The annual rate of consumer price growth is expected to hold at 8.3 percent, while the annual rate of core consumer price growth is expected to slow to 5.9 percent from 6.2 percent. The inflation data could have an impact on the outlook for monetary policy ahead of the Federal Reserve's decision on interest rates. Meanwhile, a report released by the Labor Department showed first-time claims for U.S. unemployment benefits rose by more than expected in the week ended June 4th. The Labor Department said initial jobless claims climbed to 229,000, an increase of 27,000 from the previous week's revised level of 202,000. Street had expected jobless claims to rise to 210,000 from the 200,000 originally reported for the previous week. With the bigger than expected increase, jobless claims reached their highest level since hitting 240,000 in the week ended January 15th. The report showed the less volatile four-week moving average also edged up to 215,000, an increase of 8,000 from the previous week's revised average of 207,000.

European Market

European markets ended passing week in deep red. The start of the week was on a higher note, as the euro area economy grew at a faster-than-estimated pace in the first quarter on positive contribution from net trade. The revised data from Eurostat showed that gross domestic product expanded 0.6 percent from the fourth quarter, when the economy had advanced 0.2 percent. The rate was revised up sharply from 0.3 percent. On a yearly basis, economic growth improved to 5.4 percent from 4.7 percent. The latest estimate was bigger than the initial estimate of 5.1 percent. Besides, Greece's economy expanded at a faster pace in the three months ended March, underpinned by strong domestic demand and investment. The preliminary figures from the Hellenic Statistical Authority showed that gross domestic product advanced a seasonally adjusted 2.3 percent sequentially in the first quarter, faster than the revised 0.8 percent rise in the fourth quarter. The annual economic growth eased to 7.0 percent in the March quarter from 8.1 percent in the December quarter. On the expenditure side, total final consumption grew 2.5 percent from the previous quarter and gross fixed capital formation increased 3.7 percent.

However, markets witnessed a sharp fall towards end of the week, after Finland's trade deficit widened in April, as imports rose more than exports. The preliminary figures from the Finnish Customs showed that the trade deficit increased to EUR 900 million in April from EUR 265 million in the same month last year. In March, the trade deficit was EUR 1.400 billion. Exports increased 22.9 percent yearly in April and imports rose 33.1 percent. Shipment to EU countries increased 33.3 percent in April and imports from them gained 18.2 percent. Exports to countries outside EU grew 10.5 percent in April and imports from those countries surged 56.4 percent. Further, Sweden's industrial production rose at a softer pace in April. The data from Statistics Sweden showed that industrial production rose 0.1 percent year-on-year in April, after a 1.0 percent growth in March.

On the inflation front, Hungary's consumer price inflation increased sharply in May, led by higher prices for food and consumer durable. The data from the Hungarian Central Statistical Office showed that the consumer price index rose 10.7 percent year-on-year in May, following a 9.5 percent increase in April. Inflation accelerated for a fifth straight month. Price for food grew 41.4 percent annually in May and those of alcoholic beverages and tobacco rose 6.4 percent. Prices for consumer durable and services grew by 11.4 percent and 6.8 percent, respectively. Besides, Dutch consumer price inflation rose at a softer pace in May. The data from the Central Bureau of Statistics showed that the consumer price index rose 8.8 percent year-on-year in May, following a 9.6 percent increase in April.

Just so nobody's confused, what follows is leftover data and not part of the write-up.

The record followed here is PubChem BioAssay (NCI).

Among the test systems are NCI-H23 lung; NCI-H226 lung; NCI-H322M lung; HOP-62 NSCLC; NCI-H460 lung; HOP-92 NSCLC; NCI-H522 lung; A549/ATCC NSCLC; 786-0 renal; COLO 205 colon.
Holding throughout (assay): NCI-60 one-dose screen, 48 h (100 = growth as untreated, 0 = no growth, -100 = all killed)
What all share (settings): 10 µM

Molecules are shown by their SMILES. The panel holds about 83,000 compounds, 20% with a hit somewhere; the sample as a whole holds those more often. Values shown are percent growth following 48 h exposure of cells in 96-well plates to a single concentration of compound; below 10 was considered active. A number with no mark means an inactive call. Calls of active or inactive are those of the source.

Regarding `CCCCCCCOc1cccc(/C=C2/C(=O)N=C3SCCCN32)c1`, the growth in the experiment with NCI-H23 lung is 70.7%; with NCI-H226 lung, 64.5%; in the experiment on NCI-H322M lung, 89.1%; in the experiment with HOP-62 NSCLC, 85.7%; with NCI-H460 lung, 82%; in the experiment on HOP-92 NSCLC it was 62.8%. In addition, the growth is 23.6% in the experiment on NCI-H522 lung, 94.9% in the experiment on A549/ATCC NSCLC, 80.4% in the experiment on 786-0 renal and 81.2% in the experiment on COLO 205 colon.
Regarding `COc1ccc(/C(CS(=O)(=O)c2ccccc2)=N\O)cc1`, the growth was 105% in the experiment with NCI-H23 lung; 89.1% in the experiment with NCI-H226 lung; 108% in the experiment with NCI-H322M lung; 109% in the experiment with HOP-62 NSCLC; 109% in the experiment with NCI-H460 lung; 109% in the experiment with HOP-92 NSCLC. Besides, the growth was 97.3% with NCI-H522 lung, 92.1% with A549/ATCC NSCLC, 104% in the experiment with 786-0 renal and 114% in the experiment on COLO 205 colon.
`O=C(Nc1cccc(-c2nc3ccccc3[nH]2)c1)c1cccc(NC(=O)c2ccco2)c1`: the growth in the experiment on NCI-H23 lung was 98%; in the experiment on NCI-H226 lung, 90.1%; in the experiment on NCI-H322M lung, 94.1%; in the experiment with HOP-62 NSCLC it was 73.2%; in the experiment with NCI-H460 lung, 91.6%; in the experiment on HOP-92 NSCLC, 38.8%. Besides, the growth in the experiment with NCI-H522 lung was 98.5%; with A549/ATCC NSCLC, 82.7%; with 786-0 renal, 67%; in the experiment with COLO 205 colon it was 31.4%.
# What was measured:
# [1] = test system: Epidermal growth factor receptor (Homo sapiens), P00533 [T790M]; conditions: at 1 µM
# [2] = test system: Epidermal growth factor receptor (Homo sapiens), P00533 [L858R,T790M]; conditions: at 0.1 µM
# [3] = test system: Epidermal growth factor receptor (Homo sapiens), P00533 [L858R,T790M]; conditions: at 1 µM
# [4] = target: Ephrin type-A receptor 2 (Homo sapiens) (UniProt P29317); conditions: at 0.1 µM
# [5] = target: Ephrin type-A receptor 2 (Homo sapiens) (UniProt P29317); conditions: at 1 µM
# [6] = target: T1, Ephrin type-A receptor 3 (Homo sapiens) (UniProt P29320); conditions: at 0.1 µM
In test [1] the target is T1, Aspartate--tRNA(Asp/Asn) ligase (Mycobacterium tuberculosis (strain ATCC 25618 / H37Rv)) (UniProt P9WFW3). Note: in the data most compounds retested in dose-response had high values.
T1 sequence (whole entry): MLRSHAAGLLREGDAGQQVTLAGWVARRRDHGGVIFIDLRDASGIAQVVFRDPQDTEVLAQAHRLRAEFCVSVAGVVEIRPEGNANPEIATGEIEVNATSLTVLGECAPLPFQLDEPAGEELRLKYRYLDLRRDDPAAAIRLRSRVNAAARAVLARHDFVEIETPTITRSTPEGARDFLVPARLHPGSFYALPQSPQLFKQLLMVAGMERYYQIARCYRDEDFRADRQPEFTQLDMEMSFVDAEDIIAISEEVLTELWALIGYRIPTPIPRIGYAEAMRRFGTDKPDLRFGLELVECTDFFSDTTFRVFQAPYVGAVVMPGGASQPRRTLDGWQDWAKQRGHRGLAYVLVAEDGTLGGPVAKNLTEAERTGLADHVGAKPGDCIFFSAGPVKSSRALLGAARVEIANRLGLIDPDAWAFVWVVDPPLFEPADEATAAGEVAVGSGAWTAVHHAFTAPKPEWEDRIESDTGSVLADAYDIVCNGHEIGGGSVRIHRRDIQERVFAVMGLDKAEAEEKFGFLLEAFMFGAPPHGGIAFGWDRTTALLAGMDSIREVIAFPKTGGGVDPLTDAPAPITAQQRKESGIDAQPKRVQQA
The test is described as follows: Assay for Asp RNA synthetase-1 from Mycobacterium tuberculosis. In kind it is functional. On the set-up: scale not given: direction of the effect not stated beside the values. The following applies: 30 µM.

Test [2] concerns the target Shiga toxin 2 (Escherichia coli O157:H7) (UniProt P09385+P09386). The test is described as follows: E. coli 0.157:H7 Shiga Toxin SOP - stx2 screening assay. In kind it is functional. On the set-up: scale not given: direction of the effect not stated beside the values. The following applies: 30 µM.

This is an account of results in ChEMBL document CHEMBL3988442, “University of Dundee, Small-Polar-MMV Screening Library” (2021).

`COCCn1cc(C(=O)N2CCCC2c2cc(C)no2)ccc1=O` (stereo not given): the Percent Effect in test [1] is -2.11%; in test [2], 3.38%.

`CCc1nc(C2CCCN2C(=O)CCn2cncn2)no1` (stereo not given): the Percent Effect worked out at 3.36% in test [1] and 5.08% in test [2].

Asian market

Asian equity benchmarks ended mixed during the passing week amid rising concerns about inflation, potential interest rate hikes and slowing economic growth. The downward revisions in global growth forecasts for the current year and 2023 by the World Bank and the Organization for Economic Cooperation and Development weighed as well. The mass testing announcements in Shanghai also sparked fears of a return to stringent, prolonged lockdowns. Investors waited for cues from the European Central Bank (ECB) meeting and Friday's U.S. consumer inflation report.

Chinese Shanghai edged higher during the week as more Covid-19 related restrictions eased in Shanghai and other major cities. Sentiments remained up-beat after data showed inflation moderate in May, leaving room for authorities to ease monetary policy and release more stimulus to boost growth. National Bureau of Statistics data showed China's factory-gate inflation rose an annual 6.4 percent last month, marking the weakest pace since March 2021. Consumer inflation added 2.1 percent, unchanged from April.

Japanese Nikkei edged higher as a weakening yen boosted export stocks. Bank of Japan Governor Haruhiko Kuroda said a weak yen is beneficial for Japan’s economy if the currency’s moves are not too sharp. Some support also came amid data that showed Japan's economy contracted less than initially estimated in the first quarter.  Japan's gross domestic product contracted an annualized 0.5 percent on year in the first quarter of 2022- beating forecasts for a decline of 1.0 percent following the 3.8 percent increase in the previous three months. Traders also took a note of data showing that producer prices in Japan were up 9.1 percent on year in May. That was shy of expectations for an increase of 9.8 percent, which would have been unchanged from the previous month after a downward revision from 10.0 percent. Besides, overall bank lending in Japan was up 0.7 percent on year in May, coming in at 582.524 trillion yen. That's down from 0.9 percent in April.